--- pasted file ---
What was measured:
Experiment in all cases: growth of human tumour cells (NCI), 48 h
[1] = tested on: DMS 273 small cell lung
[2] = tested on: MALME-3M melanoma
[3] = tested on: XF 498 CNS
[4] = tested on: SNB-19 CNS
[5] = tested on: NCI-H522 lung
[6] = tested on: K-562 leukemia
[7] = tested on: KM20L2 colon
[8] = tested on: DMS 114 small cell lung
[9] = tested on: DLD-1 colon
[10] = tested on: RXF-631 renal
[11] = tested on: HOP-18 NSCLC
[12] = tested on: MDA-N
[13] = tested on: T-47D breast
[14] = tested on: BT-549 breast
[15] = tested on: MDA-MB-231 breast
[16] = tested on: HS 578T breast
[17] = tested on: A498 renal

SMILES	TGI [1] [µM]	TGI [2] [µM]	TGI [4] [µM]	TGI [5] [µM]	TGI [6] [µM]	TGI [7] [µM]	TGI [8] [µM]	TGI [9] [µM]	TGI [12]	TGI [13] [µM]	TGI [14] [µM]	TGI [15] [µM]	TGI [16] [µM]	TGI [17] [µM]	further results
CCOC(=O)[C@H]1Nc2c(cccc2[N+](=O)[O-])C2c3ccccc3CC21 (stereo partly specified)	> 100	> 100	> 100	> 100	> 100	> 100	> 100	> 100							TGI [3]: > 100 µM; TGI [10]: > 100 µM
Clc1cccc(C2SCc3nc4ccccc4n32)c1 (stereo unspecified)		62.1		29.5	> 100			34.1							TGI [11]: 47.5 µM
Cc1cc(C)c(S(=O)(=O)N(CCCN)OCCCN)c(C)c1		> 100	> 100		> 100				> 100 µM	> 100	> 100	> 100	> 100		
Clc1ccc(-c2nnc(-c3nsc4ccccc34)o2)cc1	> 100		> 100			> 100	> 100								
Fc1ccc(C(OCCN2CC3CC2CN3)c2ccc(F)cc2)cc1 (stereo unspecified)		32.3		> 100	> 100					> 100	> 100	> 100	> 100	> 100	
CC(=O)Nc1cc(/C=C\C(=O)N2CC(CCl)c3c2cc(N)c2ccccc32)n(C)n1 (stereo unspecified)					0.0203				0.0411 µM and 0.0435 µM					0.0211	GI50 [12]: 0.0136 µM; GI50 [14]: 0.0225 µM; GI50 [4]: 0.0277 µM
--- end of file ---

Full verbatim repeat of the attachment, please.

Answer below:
What was measured:
Experiment in all cases: growth of human tumour cells (NCI), 48 h
[1] = tested on: DMS 273 small cell lung
[2] = tested on: MALME-3M melanoma
[3] = tested on: XF 498 CNS
[4] = tested on: SNB-19 CNS
[5] = tested on: NCI-H522 lung
[6] = tested on: K-562 leukemia
[7] = tested on: KM20L2 colon
[8] = tested on: DMS 114 small cell lung
[9] = tested on: DLD-1 colon
[10] = tested on: RXF-631 renal
[11] = tested on: HOP-18 NSCLC
[12] = tested on: MDA-N
[13] = tested on: T-47D breast
[14] = tested on: BT-549 breast
[15] = tested on: MDA-MB-231 breast
[16] = tested on: HS 578T breast
[17] = tested on: A498 renal

SMILES	TGI [1] [µM]	TGI [2] [µM]	TGI [4] [µM]	TGI [5] [µM]	TGI [6] [µM]	TGI [7] [µM]	TGI [8] [µM]	TGI [9] [µM]	TGI [12]	TGI [13] [µM]	TGI [14] [µM]	TGI [15] [µM]	TGI [16] [µM]	TGI [17] [µM]	further results
CCOC(=O)[C@H]1Nc2c(cccc2[N+](=O)[O-])C2c3ccccc3CC21 (stereo partly specified)	> 100	> 100	> 100	> 100	> 100	> 100	> 100	> 100							TGI [3]: > 100 µM; TGI [10]: > 100 µM
Clc1cccc(C2SCc3nc4ccccc4n32)c1 (stereo unspecified)		62.1		29.5	> 100			34.1							TGI [11]: 47.5 µM
Cc1cc(C)c(S(=O)(=O)N(CCCN)OCCCN)c(C)c1		> 100	> 100		> 100				> 100 µM	> 100	> 100	> 100	> 100		
Clc1ccc(-c2nnc(-c3nsc4ccccc34)o2)cc1	> 100		> 100			> 100	> 100								
Fc1ccc(C(OCCN2CC3CC2CN3)c2ccc(F)cc2)cc1 (stereo unspecified)		32.3		> 100	> 100					> 100	> 100	> 100	> 100	> 100	
CC(=O)Nc1cc(/C=C\C(=O)N2CC(CCl)c3c2cc(N)c2ccccc32)n(C)n1 (stereo unspecified)					0.0203				0.0411 µM and 0.0435 µM					0.0211	GI50 [12]: 0.0136 µM; GI50 [14]: 0.0225 µM; GI50 [4]: 0.0277 µM